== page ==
Trump’s meeting in Tulsa victims of a campaign with militant teenagers?

Donald Trump hoped to breathe new life into his campaign with his meeting on Saturday in Tulsa, in the center of the United States. But the audience that the Republicans hoped for didn’t come. K-Pop fans and users of the Tiktok social network demand a coordinated and successful digital attack.

That would be his triumphant return. But for his first campaign meeting since the start of the Covid-19 pandemic, Donald Trump did not end on Saturday, June 20 in Tulsa, central United States.

While on Monday, the US president announced nearly a million registrations, he was finally unable to fill a hall of 20,000 seats in this Republican stronghold. The shipment is planned outside the hall for the unfortunate, who had not had access, canceled clean and simple at the last minute.

How do I explain this flop? On social networks, teens who follow the video sharing platform TikTok, as well as K-pop fans, claim that they are partly responsible for it.A digital act

AfterThe Donald Trump campaign team made up tickets for the Tulsa meeting, accounts of K-pop fans began to encourage their subscribers to sign up for the meeting and not participate.

This watch quickly spread on TikTok, where videos that intimated this instruction got buzzed CNN pointed out before the meeting.

“Oh no! I signed up for a Trump rally, and I can’t go!” Is a woman screaming a cough, in a TikTok video dated June 15, available since then.

“Twitter for K-pop and Alt TikTok fans [une frange de TikTok se revendiquant plus artistique que le commun des utilisateurs, NDLR] have a good alliance and information flows very quickly between them. They know all the algorithms and how they can increase the movies to achieve their goals, “explains New York Times YouTuber Elijah Daniels, who himself participated in the anti-Trump campaign. “The majority of participants deleted their posts after 24 hours because we didn’t want to sell the wick to the Trump campaign. These teens are intelligent and they have thought of everything,” he said.Very committed communitiesees together with Black Lives Matter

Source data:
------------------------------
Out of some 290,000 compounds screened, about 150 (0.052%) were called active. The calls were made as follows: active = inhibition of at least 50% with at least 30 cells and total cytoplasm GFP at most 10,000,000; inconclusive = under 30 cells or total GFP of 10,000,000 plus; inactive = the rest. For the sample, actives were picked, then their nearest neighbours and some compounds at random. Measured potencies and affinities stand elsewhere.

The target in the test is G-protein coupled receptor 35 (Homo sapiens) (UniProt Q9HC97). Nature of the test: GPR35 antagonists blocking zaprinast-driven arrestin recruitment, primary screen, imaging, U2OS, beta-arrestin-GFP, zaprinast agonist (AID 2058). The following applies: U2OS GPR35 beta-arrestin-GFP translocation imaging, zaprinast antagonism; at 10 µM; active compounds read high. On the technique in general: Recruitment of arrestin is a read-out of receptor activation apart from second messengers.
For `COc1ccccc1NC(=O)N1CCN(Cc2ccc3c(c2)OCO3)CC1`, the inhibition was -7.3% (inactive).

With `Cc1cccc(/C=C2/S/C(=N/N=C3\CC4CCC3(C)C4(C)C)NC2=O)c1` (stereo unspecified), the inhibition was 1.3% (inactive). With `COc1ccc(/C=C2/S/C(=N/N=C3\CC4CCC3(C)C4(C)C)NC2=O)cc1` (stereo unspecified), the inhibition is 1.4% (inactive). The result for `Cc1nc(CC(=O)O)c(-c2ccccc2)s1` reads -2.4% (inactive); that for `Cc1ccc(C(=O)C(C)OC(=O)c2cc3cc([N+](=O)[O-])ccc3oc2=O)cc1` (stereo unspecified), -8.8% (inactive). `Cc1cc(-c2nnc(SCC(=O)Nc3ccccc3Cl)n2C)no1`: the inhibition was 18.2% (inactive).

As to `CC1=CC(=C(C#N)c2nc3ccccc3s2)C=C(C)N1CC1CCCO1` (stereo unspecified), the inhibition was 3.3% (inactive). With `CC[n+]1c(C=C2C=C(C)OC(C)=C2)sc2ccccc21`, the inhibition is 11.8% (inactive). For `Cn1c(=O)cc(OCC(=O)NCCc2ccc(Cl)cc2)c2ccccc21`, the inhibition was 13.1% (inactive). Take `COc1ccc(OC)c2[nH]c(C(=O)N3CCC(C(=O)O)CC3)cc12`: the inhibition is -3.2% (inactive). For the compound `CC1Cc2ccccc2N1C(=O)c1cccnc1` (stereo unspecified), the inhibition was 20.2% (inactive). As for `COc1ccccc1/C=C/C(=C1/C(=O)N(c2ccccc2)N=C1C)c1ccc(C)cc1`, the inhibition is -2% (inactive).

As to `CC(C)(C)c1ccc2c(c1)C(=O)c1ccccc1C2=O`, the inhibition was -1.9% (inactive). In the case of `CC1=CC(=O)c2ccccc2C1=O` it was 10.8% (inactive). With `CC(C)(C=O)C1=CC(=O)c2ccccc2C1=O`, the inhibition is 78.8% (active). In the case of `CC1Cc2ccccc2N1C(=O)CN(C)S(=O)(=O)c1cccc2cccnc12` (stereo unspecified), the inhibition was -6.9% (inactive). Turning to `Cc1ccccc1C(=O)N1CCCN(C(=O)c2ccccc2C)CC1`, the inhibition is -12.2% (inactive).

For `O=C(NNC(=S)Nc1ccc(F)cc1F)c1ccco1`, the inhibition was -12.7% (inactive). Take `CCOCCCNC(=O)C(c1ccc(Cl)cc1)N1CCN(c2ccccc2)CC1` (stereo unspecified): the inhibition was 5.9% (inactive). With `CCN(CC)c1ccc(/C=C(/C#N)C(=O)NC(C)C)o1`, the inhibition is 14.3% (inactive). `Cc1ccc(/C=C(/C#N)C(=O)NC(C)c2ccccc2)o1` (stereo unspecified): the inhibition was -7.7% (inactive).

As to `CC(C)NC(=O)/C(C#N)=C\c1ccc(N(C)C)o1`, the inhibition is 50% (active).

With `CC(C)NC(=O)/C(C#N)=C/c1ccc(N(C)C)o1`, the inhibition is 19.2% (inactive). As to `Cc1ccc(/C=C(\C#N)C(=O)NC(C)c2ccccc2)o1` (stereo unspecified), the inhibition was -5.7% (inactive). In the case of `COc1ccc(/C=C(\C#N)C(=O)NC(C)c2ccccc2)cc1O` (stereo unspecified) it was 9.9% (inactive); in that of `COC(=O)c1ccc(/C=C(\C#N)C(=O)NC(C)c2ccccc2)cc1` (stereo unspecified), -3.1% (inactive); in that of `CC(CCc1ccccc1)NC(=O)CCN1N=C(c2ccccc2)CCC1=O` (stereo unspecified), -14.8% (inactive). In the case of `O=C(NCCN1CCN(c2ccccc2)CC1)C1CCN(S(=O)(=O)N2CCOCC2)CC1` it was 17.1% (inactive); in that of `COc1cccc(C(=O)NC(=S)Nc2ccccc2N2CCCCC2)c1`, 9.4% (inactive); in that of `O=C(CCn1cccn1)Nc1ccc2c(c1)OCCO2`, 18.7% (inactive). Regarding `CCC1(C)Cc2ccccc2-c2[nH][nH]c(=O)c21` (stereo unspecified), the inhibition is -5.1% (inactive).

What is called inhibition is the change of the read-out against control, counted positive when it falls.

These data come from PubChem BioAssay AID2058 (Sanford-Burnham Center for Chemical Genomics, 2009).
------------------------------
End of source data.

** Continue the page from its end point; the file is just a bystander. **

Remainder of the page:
It wouldn’t be the first time these communities are taking action against President Donald Trump.In June, they helped create invisible hashtags that presented themselves as alternatives to #BlackLivesMatter (the life of blacks counted) as #WhiteLivesMatters (the life of white issues) or #MAGA (Make America Great Again, Trump’s slogan). To do this, they massively shared memes and other images that had absolutely nothing to do with these hashtags to drown out racist publications.

They also claim the deactivation of a Dallas police application. The latter urged citizens to post videos of illegal activities during the protests of Black Lives Matter.

Some responded quickly by drowning mentions of the police account with photographs, videos, but also photos and video montages of their favorite artists. Others did the same thing on the app. Several hours later, Texas city police said the application no longer worked “due to technical issues.”

As Michelle Cho, a teacher-researcher at the University of Toronto, Canada, notes, this audience seems to be particularly sensitive to this type of theme.

“K-pop captive groups mainly consist of non-white people, essentially queer and very present on social networks. Awareness of racial and cultural issues is one of the most important features of what fan conventions KCON revolves around,” she wrote on Twitter.

Republicansaccusemedia and “radicals”

The Trump camp has found other explanations for the low Tulsa presence. For Donald Trump campaign director Brad Parscale, these disappointing figures are due to “a week of apocalyptic media surveillance” and “radical protesters” which would have prevented access to the stadium.

Democratic Representative Alexandria Ocasio-Cortez replied immediately that they had been taken in by young people of whom “she was proud”.

“Teenagers in America gave Donald Trump a blow. Teenagers across America ordered tickets to this event. And the campaign contests boasted one million tickets,” Steve said. Schmidt, an anti-Trump Republican, on Twitter.

Other Republicans, like Ed Rollins, blame Donald Trump’s strategy flaws. According to him, organizing a rally was a bad idea for the campaign, while Covid-19 continues to spread to the United States. The campaign team’s inability to meet population expectations was a worrying sign of its incompetence, he said. at the LA Times.

To improve the relief, the Trump campaign on Saturday reported that six members of the Tulsa rally team had tested positive for coronavirus.

Whether he was the victim of a coordinated attack or a simple strategic failure, the Tulsa meeting marks a failure for Donald Trump. Barely in the polls behind Joe Biden, the Democratic candidate, he will need to find another solution to bring new life to his campaign.